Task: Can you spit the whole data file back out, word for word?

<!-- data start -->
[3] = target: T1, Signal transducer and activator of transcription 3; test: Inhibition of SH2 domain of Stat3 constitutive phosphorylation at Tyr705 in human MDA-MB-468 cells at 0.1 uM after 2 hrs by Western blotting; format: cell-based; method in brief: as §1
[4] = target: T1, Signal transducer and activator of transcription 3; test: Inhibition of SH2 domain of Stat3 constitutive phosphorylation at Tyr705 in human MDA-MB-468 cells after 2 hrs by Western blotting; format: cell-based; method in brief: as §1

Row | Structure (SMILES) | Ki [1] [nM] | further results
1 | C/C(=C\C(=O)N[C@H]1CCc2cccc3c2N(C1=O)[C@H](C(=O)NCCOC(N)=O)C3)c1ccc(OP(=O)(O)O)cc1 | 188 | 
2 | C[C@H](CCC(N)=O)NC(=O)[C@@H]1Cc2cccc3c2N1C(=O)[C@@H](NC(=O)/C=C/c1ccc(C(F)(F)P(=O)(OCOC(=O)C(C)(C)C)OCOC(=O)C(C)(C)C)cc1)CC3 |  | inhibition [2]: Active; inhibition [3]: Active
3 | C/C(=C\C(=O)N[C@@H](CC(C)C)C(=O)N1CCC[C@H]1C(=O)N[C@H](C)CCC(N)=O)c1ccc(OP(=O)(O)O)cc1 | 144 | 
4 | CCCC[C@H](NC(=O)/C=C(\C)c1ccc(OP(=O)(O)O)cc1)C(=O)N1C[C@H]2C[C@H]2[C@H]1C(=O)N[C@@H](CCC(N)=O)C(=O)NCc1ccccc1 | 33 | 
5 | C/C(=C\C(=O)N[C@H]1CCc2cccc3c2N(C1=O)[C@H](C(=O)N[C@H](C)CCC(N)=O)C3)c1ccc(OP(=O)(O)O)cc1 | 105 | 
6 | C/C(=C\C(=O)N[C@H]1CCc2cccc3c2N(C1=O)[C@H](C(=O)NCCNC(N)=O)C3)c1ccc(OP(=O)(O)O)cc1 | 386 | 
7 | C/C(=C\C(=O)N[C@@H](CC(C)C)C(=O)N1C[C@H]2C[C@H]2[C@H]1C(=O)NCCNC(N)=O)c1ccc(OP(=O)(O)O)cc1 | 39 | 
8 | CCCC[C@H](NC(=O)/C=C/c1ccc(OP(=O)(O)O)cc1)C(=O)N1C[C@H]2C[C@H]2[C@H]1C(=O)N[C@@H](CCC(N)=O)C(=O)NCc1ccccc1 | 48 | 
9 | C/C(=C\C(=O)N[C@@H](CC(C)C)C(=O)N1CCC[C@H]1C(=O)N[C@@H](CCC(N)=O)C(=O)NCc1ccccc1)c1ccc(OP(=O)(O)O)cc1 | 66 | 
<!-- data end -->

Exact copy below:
[3] = target: T1, Signal transducer and activator of transcription 3; test: Inhibition of SH2 domain of Stat3 constitutive phosphorylation at Tyr705 in human MDA-MB-468 cells at 0.1 uM after 2 hrs by Western blotting; format: cell-based; method in brief: as §1
[4] = target: T1, Signal transducer and activator of transcription 3; test: Inhibition of SH2 domain of Stat3 constitutive phosphorylation at Tyr705 in human MDA-MB-468 cells after 2 hrs by Western blotting; format: cell-based; method in brief: as §1

Row | Structure (SMILES) | Ki [1] [nM] | further results
1 | C/C(=C\C(=O)N[C@H]1CCc2cccc3c2N(C1=O)[C@H](C(=O)NCCOC(N)=O)C3)c1ccc(OP(=O)(O)O)cc1 | 188 | 
2 | C[C@H](CCC(N)=O)NC(=O)[C@@H]1Cc2cccc3c2N1C(=O)[C@@H](NC(=O)/C=C/c1ccc(C(F)(F)P(=O)(OCOC(=O)C(C)(C)C)OCOC(=O)C(C)(C)C)cc1)CC3 |  | inhibition [2]: Active; inhibition [3]: Active
3 | C/C(=C\C(=O)N[C@@H](CC(C)C)C(=O)N1CCC[C@H]1C(=O)N[C@H](C)CCC(N)=O)c1ccc(OP(=O)(O)O)cc1 | 144 | 
4 | CCCC[C@H](NC(=O)/C=C(\C)c1ccc(OP(=O)(O)O)cc1)C(=O)N1C[C@H]2C[C@H]2[C@H]1C(=O)N[C@@H](CCC(N)=O)C(=O)NCc1ccccc1 | 33 | 
5 | C/C(=C\C(=O)N[C@H]1CCc2cccc3c2N(C1=O)[C@H](C(=O)N[C@H](C)CCC(N)=O)C3)c1ccc(OP(=O)(O)O)cc1 | 105 | 
6 | C/C(=C\C(=O)N[C@H]1CCc2cccc3c2N(C1=O)[C@H](C(=O)NCCNC(N)=O)C3)c1ccc(OP(=O)(O)O)cc1 | 386 | 
7 | C/C(=C\C(=O)N[C@@H](CC(C)C)C(=O)N1C[C@H]2C[C@H]2[C@H]1C(=O)NCCNC(N)=O)c1ccc(OP(=O)(O)O)cc1 | 39 | 
8 | CCCC[C@H](NC(=O)/C=C/c1ccc(OP(=O)(O)O)cc1)C(=O)N1C[C@H]2C[C@H]2[C@H]1C(=O)N[C@@H](CCC(N)=O)C(=O)NCc1ccccc1 | 48 | 
9 | C/C(=C\C(=O)N[C@@H](CC(C)C)C(=O)N1CCC[C@H]1C(=O)N[C@@H](CCC(N)=O)C(=O)NCc1ccccc1)c1ccc(OP(=O)(O)O)cc1 | 66 | 